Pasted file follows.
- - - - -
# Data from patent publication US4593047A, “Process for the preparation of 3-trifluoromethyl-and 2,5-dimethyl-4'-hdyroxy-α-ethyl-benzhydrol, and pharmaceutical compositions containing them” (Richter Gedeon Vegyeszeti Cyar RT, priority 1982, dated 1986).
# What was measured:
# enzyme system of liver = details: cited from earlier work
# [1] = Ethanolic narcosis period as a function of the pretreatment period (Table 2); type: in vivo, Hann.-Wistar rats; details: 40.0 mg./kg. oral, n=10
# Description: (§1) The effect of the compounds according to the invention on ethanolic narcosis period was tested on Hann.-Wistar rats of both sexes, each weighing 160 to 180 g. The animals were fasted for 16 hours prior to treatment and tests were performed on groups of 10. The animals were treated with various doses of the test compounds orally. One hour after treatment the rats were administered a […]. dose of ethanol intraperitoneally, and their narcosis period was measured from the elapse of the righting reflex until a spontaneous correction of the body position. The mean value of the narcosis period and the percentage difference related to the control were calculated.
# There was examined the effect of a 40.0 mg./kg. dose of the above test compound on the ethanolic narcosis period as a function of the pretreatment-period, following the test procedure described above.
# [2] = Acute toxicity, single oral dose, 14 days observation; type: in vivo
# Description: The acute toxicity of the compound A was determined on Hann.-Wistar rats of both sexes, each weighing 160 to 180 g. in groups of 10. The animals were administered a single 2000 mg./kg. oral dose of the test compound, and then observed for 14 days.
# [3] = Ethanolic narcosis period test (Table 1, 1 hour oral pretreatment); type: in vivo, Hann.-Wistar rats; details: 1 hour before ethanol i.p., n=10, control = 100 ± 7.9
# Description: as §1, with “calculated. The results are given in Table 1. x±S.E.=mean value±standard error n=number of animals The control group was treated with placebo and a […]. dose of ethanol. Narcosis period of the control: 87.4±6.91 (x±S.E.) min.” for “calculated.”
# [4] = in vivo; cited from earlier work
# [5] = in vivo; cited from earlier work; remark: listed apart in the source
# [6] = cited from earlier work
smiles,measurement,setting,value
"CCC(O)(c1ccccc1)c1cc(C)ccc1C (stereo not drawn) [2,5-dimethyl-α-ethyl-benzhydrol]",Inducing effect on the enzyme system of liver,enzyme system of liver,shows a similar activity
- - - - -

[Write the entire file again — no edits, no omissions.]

# Data from patent publication US4593047A, “Process for the preparation of 3-trifluoromethyl-and 2,5-dimethyl-4'-hdyroxy-α-ethyl-benzhydrol, and pharmaceutical compositions containing them” (Richter Gedeon Vegyeszeti Cyar RT, priority 1982, dated 1986).
# What was measured:
# enzyme system of liver = details: cited from earlier work
# [1] = Ethanolic narcosis period as a function of the pretreatment period (Table 2); type: in vivo, Hann.-Wistar rats; details: 40.0 mg./kg. oral, n=10
# Description: (§1) The effect of the compounds according to the invention on ethanolic narcosis period was tested on Hann.-Wistar rats of both sexes, each weighing 160 to 180 g. The animals were fasted for 16 hours prior to treatment and tests were performed on groups of 10. The animals were treated with various doses of the test compounds orally. One hour after treatment the rats were administered a […]. dose of ethanol intraperitoneally, and their narcosis period was measured from the elapse of the righting reflex until a spontaneous correction of the body position. The mean value of the narcosis period and the percentage difference related to the control were calculated.
# There was examined the effect of a 40.0 mg./kg. dose of the above test compound on the ethanolic narcosis period as a function of the pretreatment-period, following the test procedure described above.
# [2] = Acute toxicity, single oral dose, 14 days observation; type: in vivo
# Description: The acute toxicity of the compound A was determined on Hann.-Wistar rats of both sexes, each weighing 160 to 180 g. in groups of 10. The animals were administered a single 2000 mg./kg. oral dose of the test compound, and then observed for 14 days.
# [3] = Ethanolic narcosis period test (Table 1, 1 hour oral pretreatment); type: in vivo, Hann.-Wistar rats; details: 1 hour before ethanol i.p., n=10, control = 100 ± 7.9
# Description: as §1, with “calculated. The results are given in Table 1. x±S.E.=mean value±standard error n=number of animals The control group was treated with placebo and a […]. dose of ethanol. Narcosis period of the control: 87.4±6.91 (x±S.E.) min.” for “calculated.”
# [4] = in vivo; cited from earlier work
# [5] = in vivo; cited from earlier work; remark: listed apart in the source
# [6] = cited from earlier work
smiles,measurement,setting,value
"CCC(O)(c1ccccc1)c1cc(C)ccc1C (stereo not drawn) [2,5-dimethyl-α-ethyl-benzhydrol]",Inducing effect on the enzyme system of liver,enzyme system of liver,shows a similar activity